Your JavaScript is turned off or you have an old version of Adobe's Flash Player. Get the latest Flash player.
Rolling Thunder Run Reveals Changed Attitudes Towards Vietnam Wari
X
Katherine Gypson
May 25, 2015 1:32 AM
For many US war veterans, the Memorial Day holiday is an opportunity to look back at a divisive conflict in the nation’s history and to remember those who did not make it home.
Video

Video Rolling Thunder Run Reveals Changed Attitudes Towards Vietnam War

For many US war veterans, the Memorial Day holiday is an opportunity to look back at a divisive conflict in the nation’s history and to remember those who did not make it home.
Video

Video Female American Soldiers: Healing Through Filmmaking

According to the United States Defense Department, there are more than 200-thousand women serving in the U.S. Armed Forces.  Like their male counterparts, females have experiences that can be very traumatic.  VOA's Bernard Shusman tells us about a program that is helping some American women in the military heal through filmmaking.
Video

Video Iowa Family's Sacrifice Shaped US Military Service for Generations

Few places in America have experienced war like Waterloo. This small town in the Midwest state of Iowa became famous during World War II not for what it accomplished, but what it lost. As VOA’s Kane Farabaugh reports, the legacy of one family’s sacrifice is still a reminder today of the real cost of war for all families on the homefront.
Video

Video On Film: How Dance Defies Iran's Political Oppression

'Desert Dancer' by filmmaker Richard Raymond is based on the true story of a group of young Iranians, who form an underground dance troupe in the Islamic Republic of Iran. This is the latest in a genre of films that focus on dance as a form of freedom of expression against political oppression and social injustice. VOA’s Penelope Poulou has more.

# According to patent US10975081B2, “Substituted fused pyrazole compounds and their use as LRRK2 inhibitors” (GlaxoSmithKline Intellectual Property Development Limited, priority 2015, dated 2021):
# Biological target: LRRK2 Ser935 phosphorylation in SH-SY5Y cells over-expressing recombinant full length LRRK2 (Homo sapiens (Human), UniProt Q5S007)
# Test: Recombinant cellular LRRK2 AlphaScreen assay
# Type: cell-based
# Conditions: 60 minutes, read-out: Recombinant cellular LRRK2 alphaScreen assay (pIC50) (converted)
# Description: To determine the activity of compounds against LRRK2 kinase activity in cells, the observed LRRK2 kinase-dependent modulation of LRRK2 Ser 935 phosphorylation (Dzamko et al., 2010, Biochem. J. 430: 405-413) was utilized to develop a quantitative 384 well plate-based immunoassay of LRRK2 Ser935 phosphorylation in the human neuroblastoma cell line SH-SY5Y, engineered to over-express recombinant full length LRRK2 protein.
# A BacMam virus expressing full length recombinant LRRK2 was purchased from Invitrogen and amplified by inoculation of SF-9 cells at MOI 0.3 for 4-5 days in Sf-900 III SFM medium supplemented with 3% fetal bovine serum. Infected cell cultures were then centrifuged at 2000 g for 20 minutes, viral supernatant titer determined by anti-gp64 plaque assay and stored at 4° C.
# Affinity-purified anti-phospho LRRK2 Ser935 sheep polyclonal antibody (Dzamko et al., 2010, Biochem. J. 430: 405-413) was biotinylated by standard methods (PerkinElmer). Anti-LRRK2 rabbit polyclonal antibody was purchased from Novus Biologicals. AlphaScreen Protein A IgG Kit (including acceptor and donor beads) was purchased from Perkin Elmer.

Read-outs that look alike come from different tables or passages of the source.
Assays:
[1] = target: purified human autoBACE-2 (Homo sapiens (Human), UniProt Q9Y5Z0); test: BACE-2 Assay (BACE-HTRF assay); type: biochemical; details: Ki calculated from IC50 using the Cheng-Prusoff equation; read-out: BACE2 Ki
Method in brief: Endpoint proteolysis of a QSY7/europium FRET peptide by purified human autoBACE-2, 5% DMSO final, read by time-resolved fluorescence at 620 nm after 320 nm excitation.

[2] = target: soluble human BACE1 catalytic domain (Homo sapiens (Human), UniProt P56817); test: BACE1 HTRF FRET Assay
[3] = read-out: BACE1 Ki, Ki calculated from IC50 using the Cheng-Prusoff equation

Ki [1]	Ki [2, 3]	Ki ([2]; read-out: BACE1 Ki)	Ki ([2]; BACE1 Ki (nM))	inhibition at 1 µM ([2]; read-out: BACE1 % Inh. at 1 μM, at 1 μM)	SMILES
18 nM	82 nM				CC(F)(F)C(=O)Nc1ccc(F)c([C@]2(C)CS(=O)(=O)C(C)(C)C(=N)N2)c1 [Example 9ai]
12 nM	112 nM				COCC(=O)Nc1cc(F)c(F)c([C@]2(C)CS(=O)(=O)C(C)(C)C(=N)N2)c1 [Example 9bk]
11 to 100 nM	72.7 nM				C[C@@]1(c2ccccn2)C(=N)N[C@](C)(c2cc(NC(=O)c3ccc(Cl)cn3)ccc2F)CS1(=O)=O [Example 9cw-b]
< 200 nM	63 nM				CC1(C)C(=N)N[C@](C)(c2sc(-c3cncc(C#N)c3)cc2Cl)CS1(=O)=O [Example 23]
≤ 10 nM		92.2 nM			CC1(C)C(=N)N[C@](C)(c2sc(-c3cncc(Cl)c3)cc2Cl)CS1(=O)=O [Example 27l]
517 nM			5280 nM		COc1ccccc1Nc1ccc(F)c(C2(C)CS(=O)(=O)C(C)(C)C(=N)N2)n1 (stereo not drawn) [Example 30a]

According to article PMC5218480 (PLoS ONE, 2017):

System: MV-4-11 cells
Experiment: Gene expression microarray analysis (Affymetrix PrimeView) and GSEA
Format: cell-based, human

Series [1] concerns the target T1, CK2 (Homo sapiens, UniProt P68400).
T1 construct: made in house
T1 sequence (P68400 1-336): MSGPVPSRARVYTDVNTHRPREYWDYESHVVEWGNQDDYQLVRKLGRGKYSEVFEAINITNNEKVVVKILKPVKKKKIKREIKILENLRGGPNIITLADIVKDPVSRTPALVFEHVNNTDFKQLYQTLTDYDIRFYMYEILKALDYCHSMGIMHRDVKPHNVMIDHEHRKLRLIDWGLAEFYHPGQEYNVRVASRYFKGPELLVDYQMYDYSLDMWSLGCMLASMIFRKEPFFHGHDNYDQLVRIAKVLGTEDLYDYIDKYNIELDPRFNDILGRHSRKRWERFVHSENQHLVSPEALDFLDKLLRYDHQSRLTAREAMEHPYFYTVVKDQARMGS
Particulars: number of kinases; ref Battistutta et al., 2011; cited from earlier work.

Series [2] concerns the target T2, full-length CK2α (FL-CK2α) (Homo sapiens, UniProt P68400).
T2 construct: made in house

Video

Video Turkey's Ruling Party Trying to Lure Voters in Opposition Stronghold

Turkey’s AK (Justice and Development) Party is seeking a fourth successive general election victory, with the goal of securing two-thirds of the seats in Parliament to rewrite the constitution and change the country's parliamentary system into a presidential one. To achieve that, the party will need to win seats in opposition strongholds like the western city of Izmir. Dorian Jones reports.
Video

Video Millions Flock to Ethiopia Polls

Millions of Ethiopians cast their votes Sunday in the first national election since the 2012 death of longtime leader Meles Zenawi. Mr. Meles' party, the Ethiopian People's Revolutionary Democratic Front, is almost certain of victory again. VOA's Anita Powell reports from Addis Ababa.
Video

Video Scientists Testing Space Propulsion by Light

Can the sun - the heart of our solar system - power a spacecraft to the edge of our solar system? The answer may come from a just-launched small satellite designed to test the efficiency of solar sail propulsion. Once deployed, its large sail will catch the so-called solar wind and slowly reach what scientists hope to be substantial speed. VOA’s George Putic reports.
Video

Video FIFA Trains Somali Referees

As stability returns to the once lawless nation of Somalia, the world football governing body, FIFA, is helping to rebuild the country’s sport sector by training referees as well as its young footballers. Abdulaziz Billow has more from Mogadishu.
Video

Video With US Child Obesity Rates on the Rise, Program Promotes Health Eating

In its fifth year, FoodCorps puts more than 180 young Americans into 500 schools across the United States, where they focus on teaching students about nutrition, engaging them with hands-on activities, and improving their access to healthy foods whether in the cafeteria or the greater community. Aru Pande has more.
Video

Video Virginia Neighborhood Draws People to Nostalgic Main Street

In the U.S., people used to grow up in small towns with a main street lined by family-owned shops and restaurants. Today, however, many main streets are worn down and empty because shoppers have been lured away by shopping malls. But in the Del Ray neighborhood of Alexandria, Virginia, main street is thriving. VOA’s Deborah Block reports it has a nostalgic feel with its small restaurants and unique stores.

VOA Blogs